Preparation containing either killed or weakened live microorganisms or their toxins, introduced by mouth, by injection, or by nasal spray to stimulate production of antibodies against an infectious agent. This confers immunity to that agent, since the B lymphocytes remain sensitized to it and respond to later infection by producing more antibodies. The first vaccine, against smallpox, was introduced by Edward Jenner in 1798. Vaccines have been developed against diseases caused by bacteria (e.g., typhoid, whooping cough, tuberculosis) and by viruses (e.g., measles, influenza, rabies, poliomyelitis). Effectiveness varies, and a small percentage of people have adverse reactions. Those with immunodeficiency disorders should not receive live vaccines.
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Vaccines can be prophylactic (e.g. to prevent or ameliorate the effects of a future infection by any natural or "wild" pathogen), or therapeutic (e.g. vaccines against cancer are also being investigated; see cancer vaccine).
Jenner's work was continued by Louis Pasteur and others in the 19th century. Since vaccination against smallpox was much safer than smallpox inoculation, the latter fell into disuse and was eventually banned in England in 1849.
The 19th and 20th centuries saw the introduction of several successful vaccines against a number of infectious diseases. These included bacterial and viral diseases, but not (to date) any parasitic diseases.
Vaccines may be dead or inactivated organisms or purified products derived from them.
There are four types of traditional vaccines:
A number of innovative vaccines are also in development and in use:
While most vaccines are created using inactivated or attenuated compounds from micro-organisms, synthetic vaccines are composed mainly or wholly of synthetic peptides, carbohydrates or antigens.
Vaccines may be monovalent (also called univalent) or multivalent (also called polyvalent). A monovalent vaccine is designed to immunize against a single antigen or single microorganism. A multivalent or polyvalent vaccine is designed to immunize against two or more strains of the same microorganism, or against two or more microorganisms.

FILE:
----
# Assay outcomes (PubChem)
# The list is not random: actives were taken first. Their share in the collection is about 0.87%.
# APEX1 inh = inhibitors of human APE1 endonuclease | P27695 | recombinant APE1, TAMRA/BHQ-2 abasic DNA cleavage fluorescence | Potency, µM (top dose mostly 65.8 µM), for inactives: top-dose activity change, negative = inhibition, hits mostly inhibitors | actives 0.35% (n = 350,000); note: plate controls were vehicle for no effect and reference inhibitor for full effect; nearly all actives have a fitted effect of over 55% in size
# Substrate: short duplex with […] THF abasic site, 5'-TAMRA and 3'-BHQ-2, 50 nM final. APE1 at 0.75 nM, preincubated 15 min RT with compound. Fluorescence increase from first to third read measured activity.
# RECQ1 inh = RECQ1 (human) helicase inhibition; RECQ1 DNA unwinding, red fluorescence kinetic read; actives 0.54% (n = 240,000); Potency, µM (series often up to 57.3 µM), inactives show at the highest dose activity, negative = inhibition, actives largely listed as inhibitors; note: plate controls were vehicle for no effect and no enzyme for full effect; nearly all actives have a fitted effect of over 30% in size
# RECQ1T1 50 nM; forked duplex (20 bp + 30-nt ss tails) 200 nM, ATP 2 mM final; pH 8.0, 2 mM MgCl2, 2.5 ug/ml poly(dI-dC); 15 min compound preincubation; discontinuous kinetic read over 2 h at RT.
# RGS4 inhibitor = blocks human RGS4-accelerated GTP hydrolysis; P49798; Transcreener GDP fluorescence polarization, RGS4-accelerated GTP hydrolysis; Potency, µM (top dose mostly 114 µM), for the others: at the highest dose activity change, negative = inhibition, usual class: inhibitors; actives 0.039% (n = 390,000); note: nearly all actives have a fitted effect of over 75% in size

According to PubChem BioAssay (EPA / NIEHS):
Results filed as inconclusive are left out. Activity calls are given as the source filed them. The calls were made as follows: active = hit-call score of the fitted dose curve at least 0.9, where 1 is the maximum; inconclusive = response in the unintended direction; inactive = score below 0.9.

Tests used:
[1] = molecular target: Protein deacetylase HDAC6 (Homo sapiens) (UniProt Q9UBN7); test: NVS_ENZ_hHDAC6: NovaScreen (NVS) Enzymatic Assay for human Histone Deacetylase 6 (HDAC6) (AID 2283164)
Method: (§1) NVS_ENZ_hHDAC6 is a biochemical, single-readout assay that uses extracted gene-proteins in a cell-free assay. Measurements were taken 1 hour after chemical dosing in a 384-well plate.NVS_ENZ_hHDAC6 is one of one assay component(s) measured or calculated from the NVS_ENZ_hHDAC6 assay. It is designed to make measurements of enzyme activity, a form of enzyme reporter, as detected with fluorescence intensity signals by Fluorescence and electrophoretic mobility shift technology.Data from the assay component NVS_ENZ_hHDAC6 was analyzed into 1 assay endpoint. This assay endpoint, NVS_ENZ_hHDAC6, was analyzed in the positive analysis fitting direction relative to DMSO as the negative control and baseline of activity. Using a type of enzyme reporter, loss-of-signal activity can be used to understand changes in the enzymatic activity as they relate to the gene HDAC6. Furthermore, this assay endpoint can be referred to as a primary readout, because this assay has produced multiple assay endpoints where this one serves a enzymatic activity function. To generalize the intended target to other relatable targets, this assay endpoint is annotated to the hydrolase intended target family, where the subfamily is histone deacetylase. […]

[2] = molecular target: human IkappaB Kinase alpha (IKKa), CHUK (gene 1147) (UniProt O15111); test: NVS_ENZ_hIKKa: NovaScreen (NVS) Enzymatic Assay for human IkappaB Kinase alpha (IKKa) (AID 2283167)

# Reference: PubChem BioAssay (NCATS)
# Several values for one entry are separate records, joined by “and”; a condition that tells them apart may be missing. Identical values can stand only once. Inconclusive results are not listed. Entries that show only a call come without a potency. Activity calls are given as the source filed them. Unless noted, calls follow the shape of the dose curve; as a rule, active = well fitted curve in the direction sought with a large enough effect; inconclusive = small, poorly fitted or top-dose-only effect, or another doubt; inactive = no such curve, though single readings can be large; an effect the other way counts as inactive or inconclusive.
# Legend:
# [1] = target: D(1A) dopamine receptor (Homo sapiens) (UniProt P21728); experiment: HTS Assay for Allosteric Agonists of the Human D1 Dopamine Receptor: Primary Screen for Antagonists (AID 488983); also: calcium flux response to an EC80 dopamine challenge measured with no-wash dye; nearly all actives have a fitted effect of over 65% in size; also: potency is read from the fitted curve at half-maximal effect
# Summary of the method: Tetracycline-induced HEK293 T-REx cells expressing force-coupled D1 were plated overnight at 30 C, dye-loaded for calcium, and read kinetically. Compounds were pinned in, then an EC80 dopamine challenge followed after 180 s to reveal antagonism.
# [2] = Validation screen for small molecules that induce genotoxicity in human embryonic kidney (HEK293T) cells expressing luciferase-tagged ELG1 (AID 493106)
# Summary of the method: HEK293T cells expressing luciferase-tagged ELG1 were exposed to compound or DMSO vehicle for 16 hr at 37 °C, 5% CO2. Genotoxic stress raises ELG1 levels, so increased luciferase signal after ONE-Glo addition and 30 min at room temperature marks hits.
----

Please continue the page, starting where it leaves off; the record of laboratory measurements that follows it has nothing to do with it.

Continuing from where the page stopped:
Vaccines have contributed to the eradication of smallpox, one of the most contagious and deadly diseases known to man. Other diseases such as rubella, polio, measles, mumps, chickenpox, and typhoid are nowhere near as common as they were just a hundred years ago. As long as the vast majority of people are vaccinated, it is much more difficult for an outbreak of disease to occur, let alone spread. This effect is called herd immunity. Polio, which is transmitted only between humans, is targeted by an extensive eradication campaign that has seen endemic polio restricted to only parts of four countries. The difficulty of reaching all children as well as cultural misunderstandings, however, have caused the eradication date to be missed several times.
In order to provide best protection, children are recommended to receive vaccinations as soon as their immune systems are sufficiently developed to respond to particular vaccines, with additional 'booster' shots often required to achieve 'full immunity'. This has led to the development of complex vaccination schedules. In the United States, the Advisory Committee on Immunization Practices, which recommends schedule additions for the Center for Disease Control, recommends routine vaccination of children against: hepatitis A, hepatitis B, polio, mumps, measles, rubella, diphtheria, pertussis, tetanus, HiB, chicken pox, rotavirus, influenza, meningococcal disease and pneumonia. The large number of vaccines and boosters recommended (up to 24 injections by age two) has led to problems with achieving full compliance. In order to combat declining compliance rates, various notification systems have been instituted and a number of combination injections are now marketed (e.g., Prevnar and ProQuad vaccines), which provide protection against multiple diseases.
Besides recommendations for infant vaccinations and boosters, many specific vaccines are recommended at other ages or for repeated injections throughout life -- most commonly for measles, tetanus, influenza, and pneumonia. Pregnant women are often screened for continued resistance to rubella. The human papillomavirus vaccine is currently recommended in the U.S. and UK for ages 11–25. Vaccine recommendations for the elderly concentrate on pneumonia and influenza, which are more deadly to that group. In 2006, a vaccine was introduced against shingles, a disease caused by the chicken pox virus, which usually affects the elderly.